Having just gotten used to this new news I was bewildered to hear that about 42,000 polish soldiers from Belarus and Ukraine had been released. Although I lived in Bialystok at the time, I could be argued to have Belarussian links and yet I had not been released. I wondered why.
So back in the cattle truck we kept climbing, filthy, unwashed, unshaven, stinking and with low spirits. Our journey to who knows where continued.
Eventually the train stopped for the last time. We were herded into the back of lorries and transported along open roads. I think this was the Ukraine we went through.
A bleak Soviet POW camp awaited us. All our hopes were dashed, all along the train journey we had been told we would be home soon and now we were prisoners of the Soviet Union in a POW camp. Every hope we ever had drained out of our bodies, bitter and twisted, our spirits dashed, we silently gave into the Soviets.
We were served thin soup and a piece of brown bread. Exhausted we fell asleep.
In the morning after a wash (it felt so good even if the water was freezing!) we were called to the center of the camp where makeshift tables had been setup, piles of paper and record cards on it.
At the table an NKVD officer sat. One by one we went to the table where our surname, fathers name, date of birth, address, education, occupation, rank and unit name were taken down. My surname of Gostik was changed to the Russian equivalent of Hoscik at this point. I did not care, the Soviets had already taken my soul, what use was a name now?
I began to notice that the Russians were separating people into groups, specifically NCO's and Policemen were in one group and regular officers in another. The NCO and Policemen group was getting worse treatment than my group. The Russians despised those that rose above the working class and this was being enacted on this group of people.
I noticed one group of NCO's were standing within our group, they had clearly concealed their status from the Russians. Although I was not aware at the time, this would prove to the the smartest move they would ever make and changed the course of their destiny. The group of NCO's and Policemen would not know it at this time but their fate was a bullet in the head at Katyn forest.
We were searched for weapons and knives and I might add robbed in the process by the NKVD. Shortly afterwards we realised the group of NCO's and Policemen were no longer with us. We would never see them again.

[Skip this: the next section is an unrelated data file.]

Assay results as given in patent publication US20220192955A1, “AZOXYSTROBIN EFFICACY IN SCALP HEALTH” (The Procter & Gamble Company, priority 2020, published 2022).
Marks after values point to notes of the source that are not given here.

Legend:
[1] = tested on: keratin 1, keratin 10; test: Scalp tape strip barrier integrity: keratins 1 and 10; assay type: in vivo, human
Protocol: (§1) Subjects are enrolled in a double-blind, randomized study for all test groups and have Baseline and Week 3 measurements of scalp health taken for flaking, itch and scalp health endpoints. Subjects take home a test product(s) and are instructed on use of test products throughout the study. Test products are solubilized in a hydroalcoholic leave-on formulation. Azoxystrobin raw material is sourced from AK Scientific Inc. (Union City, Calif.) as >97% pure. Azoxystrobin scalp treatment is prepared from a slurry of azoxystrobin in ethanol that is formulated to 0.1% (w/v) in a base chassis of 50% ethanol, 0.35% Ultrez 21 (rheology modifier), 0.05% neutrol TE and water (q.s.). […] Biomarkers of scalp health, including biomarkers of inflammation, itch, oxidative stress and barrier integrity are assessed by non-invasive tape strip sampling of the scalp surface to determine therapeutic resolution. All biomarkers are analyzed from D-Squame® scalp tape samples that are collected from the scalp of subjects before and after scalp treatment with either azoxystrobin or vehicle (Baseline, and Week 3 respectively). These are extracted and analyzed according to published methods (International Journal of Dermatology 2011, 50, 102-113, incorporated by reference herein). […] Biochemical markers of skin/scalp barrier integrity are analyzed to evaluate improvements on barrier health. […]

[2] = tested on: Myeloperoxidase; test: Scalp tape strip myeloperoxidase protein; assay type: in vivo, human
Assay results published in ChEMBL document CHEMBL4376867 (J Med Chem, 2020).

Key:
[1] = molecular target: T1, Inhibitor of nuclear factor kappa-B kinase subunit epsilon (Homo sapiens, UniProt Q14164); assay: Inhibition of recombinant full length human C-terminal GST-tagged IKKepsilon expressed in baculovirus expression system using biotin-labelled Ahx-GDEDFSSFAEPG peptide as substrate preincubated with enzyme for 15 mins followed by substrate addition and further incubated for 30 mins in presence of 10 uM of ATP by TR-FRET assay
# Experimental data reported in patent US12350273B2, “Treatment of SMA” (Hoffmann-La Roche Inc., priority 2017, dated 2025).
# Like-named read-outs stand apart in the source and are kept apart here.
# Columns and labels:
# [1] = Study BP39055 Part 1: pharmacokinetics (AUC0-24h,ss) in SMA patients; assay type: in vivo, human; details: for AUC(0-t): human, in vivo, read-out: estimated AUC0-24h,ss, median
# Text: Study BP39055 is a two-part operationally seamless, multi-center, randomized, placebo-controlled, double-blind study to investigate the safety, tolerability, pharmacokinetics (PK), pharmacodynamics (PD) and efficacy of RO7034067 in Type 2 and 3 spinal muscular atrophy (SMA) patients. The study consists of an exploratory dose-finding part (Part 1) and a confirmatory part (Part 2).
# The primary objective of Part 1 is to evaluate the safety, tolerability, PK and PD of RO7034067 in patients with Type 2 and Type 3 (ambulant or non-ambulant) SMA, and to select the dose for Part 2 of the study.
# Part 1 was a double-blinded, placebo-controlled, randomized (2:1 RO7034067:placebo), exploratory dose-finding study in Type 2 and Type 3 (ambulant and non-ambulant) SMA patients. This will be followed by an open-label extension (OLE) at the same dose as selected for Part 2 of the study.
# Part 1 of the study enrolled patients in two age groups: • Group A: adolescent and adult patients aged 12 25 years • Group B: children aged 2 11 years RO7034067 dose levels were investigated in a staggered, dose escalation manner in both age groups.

In A Soviet Court
The Soviet military then handed us over to the NKVD for processing. By the way NKVD stands for Narodnyy komissariat vnutrennikh del (People's Commissariat of Internal Affairs, better known as the NKVD or secret police).
The NKVD then hauled us into court on fake charges under the Soviet penal code. Some of my friends were charged with treason, others with being counter-revolutionaries. As such, we were not "prisoners of war" and therefore had little to no protection from whatever the Soviet authorities had in mind for us.
Reception centers and transit camps (well, prisoner of war camps really!) were setup for us at Jukhnovo (Babynino rail station), Yuzhe (Talitsy), Kozelsk, Kozelshchyna, Oranki, Ostashkov (Stolbnyi Island on Seliger Lake near Ostashkov), Tyotkino rail station (56 mi/90 km from Putyvl), Starobielsk, Vologda (Zaenikevo rail station) and Gryazovets.
Around 25,000 of us soldiers and NCO's were assigned to hard labour in Siberia (heavy metallurgy, roadworks etc).
Once we arrived at these camps (from October 1939 to February 1940) we were subjected to heavy interrogations. Those lying Russians kept telling us we would be released but we knew it was all lies. Never trust a Russian my dad told me. And he was right!
The camps were mainly located in former Orthodox monasteries. For the most part we we were well treated, we could have personal belongings and money. However the Russian officials would constantly try to recruit us, to be their spies or indeed to find out if we were dangerous to them. Someties people would just disappear from the camp and we never saw them again.
Whilst I was in Russian captivity we heard that the Germans were removing vast amounts of Poles in the West. Where were they going? We did not know.
Then, fear paralyzed me. I heard that the Russians were deporting Polish people in the East to Siberia. Dear God! What was happening? I remember my father telling me of a time when this had been done previously but now, again? Anger, red hot anger coursed through me…my world, my country, my life, everything had changed inside months.
I heard that any person who dared to speak out against the Russian takeover, even in the slightest comment, was branded an enemy of the Soviet Socialist Republics and that the outcome for them, at best, was a long train ride to the "big white bear" (Siberia) or Kazakhstan.